Ag Econ 101:

What Goes Up Does Come Down


Corn prices hit 30-month highs the last week in January at $6.69 per bushel in Chicago based on surging demand, a weak dollar and political unrest in Egypt.

A tract of land my Northwest Iowa county recently sold for more than $9,000 an acre — a record high for Buena Vista County.

The United Nations’ Food and Agriculture Organization reported that food prices hit all-time highs in January. “Upward pressure on world food prices is not abating. These high prices are likely to persist for months to come,” said Abdroleza Abbasian, an economist with the United Nations.

Agriculture Secretary Tom Vilsack in a recent interview was bullish about corn and beans for as far as the eye could see. “We’re going to have steady to strong markets for quite some time,” he said.

Sound like 2008 to you?

That July, corn crested over $7.61 per bushel. By Dec. 5 the price was at $2.90 as world markets and weather recovered — following a lot of hand-wringing and jawboning over world food costs and the instability it engenders.

Rules of gravity apply in ag economics: What goes up must come down.

One might recall that in 2005 on Dec. 31 the corn price was $1.86 per bushel.

We took our fatalistic view to Sen. Tom Harkin, D-Iowa, who until last year chaired the Senate Agriculture Committee.

With all the talk of deficit reduction, what becomes of the farm safety net under American row crop production agriculture? Will there be one when the next farm bill is written in 2012?

“There will be some kind of safety net,” Harkin replied. “Agriculture is unique enough that we’re going to need a safety net.”

But it will be one that doesn’t cost much when times are good, the senator said.

And he did not talk much about direct government grain marketing, as has been the model since the New Deal. Instead, Harkin led the conversation talking about crop insurance and revenue assurance — the new ACRE program that pays a farmer based on historical revenue baselines.

“I do think we have support for that,” Harkin said.

He failed to mention his own Conservation Security Program, which pays farmers for voluntary soil and water stewardship.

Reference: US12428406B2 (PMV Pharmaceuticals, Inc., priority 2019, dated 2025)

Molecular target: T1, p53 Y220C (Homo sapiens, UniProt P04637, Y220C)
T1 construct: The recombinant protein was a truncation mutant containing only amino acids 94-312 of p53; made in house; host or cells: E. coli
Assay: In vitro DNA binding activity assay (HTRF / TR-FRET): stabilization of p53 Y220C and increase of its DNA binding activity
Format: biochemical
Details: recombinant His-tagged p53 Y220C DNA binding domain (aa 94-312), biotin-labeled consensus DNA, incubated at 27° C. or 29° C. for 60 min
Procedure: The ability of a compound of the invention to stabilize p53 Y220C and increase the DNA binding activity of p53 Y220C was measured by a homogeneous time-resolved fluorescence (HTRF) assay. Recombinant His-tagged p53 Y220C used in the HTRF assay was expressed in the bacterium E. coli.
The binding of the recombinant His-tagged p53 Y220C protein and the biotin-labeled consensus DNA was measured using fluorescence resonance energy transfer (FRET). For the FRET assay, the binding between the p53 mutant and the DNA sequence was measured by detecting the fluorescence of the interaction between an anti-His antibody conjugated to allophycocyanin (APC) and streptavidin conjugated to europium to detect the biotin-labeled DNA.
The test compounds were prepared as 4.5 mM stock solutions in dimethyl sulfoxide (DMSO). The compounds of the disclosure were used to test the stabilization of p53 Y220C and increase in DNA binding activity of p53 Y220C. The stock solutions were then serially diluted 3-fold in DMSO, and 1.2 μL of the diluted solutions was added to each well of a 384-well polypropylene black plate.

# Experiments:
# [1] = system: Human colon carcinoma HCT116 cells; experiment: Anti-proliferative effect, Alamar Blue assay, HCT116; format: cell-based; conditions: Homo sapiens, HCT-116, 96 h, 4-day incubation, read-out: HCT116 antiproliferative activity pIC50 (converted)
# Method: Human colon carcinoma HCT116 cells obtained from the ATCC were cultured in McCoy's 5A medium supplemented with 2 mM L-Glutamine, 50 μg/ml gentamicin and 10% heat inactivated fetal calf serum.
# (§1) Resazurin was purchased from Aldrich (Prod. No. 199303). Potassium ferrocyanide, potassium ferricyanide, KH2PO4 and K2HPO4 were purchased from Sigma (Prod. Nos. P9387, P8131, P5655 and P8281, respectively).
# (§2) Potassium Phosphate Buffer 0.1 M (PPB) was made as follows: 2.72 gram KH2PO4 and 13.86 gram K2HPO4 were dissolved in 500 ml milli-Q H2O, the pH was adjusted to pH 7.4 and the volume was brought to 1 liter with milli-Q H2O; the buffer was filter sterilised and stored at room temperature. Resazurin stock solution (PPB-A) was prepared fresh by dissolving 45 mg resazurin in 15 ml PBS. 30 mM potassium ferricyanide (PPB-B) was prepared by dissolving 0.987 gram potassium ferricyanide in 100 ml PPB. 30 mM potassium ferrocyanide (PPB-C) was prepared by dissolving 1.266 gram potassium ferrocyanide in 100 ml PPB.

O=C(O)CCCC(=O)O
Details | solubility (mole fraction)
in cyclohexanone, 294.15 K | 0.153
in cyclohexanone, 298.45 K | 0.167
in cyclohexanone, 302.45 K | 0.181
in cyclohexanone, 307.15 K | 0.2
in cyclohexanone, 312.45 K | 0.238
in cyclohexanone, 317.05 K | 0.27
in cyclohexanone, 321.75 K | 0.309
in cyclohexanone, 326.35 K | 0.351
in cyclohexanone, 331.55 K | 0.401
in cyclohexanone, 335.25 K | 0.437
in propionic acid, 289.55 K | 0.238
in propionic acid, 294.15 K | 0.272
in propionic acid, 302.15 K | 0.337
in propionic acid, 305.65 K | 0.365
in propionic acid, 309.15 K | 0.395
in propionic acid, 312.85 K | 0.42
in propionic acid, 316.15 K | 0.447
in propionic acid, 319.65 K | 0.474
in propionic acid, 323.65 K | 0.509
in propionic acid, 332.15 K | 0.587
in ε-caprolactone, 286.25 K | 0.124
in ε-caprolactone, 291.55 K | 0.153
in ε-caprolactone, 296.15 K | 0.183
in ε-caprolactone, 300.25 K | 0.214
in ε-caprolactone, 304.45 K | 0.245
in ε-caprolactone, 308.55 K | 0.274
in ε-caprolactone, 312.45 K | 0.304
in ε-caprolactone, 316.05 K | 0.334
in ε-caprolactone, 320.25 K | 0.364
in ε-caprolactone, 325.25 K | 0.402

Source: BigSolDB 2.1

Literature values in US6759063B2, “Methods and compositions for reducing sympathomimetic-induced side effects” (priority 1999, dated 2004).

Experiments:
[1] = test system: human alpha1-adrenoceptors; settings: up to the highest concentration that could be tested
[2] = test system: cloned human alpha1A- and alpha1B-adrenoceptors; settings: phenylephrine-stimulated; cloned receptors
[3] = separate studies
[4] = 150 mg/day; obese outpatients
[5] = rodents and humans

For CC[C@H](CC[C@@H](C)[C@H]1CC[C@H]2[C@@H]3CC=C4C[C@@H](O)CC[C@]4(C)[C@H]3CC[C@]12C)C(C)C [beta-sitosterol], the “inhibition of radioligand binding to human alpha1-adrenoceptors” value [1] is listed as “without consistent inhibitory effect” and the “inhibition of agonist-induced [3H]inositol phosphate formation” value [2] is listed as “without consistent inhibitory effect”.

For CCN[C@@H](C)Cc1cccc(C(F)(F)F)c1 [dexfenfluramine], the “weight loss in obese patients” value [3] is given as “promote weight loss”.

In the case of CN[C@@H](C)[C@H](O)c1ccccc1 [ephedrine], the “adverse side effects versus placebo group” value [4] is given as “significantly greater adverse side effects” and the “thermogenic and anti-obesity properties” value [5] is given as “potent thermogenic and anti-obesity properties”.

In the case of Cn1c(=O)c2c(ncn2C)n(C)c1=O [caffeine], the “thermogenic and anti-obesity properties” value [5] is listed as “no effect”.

Across the Capitol in the House, the view might be different. It is controlled by Republicans elected on the promise to slash government spending and reduce the budget deficit.

“I’ve been saying now to folks for months and months and months that everything is on the table,” said House Ag Committee Chairman Frank Lucas, R-Ok., in an interview with

“They got to all be up to a scrubbin’ to see what’s working and what’s not working,” added Rep. Mike Conaway, R-Texas, who chairs the ag subcommittee on general farm commodities and risk management.

Conventional wisdom holds that direct payments instituted in the 1986 Farm Bill are history. Harkin said they were supposed to expire in 2002. “We’re still making those payments today,” Harkin said.

Many will remember that 1986 Farm Bill as the one that rescued Iowa from the depths of the Farm Debt Crisis. High corn, soybean and land prices led to a diminished safety net from those who thought that $4,000 land was the new paradigm in 1984. By 1985 the new paradigm was $1,500 per acre.

Corn carried close to the $2 range throughout the 1980s and 1990s, until ethanol ramped up in a big way. Most of the ethanol seers now say that corn is but a stepping stone to a new ethanol feedstock — algae, beet sugar, switchgrass or some other non-corn energy source. Ethanol is said to represent about a third of the value of a bushel of corn.

“It has to be more than corn-based,” Vilsack said of the ethanol industry.

Should something happen to the corn ethanol market, such as lower oil prices, different environmental regulations or a changed political environment, that safety net could be needed.

“If the bottom falls out we have to have it,” Harkin said.

And he did not argue that the bottom could not fall out.

From The Progressive Populist, March 1, 2011

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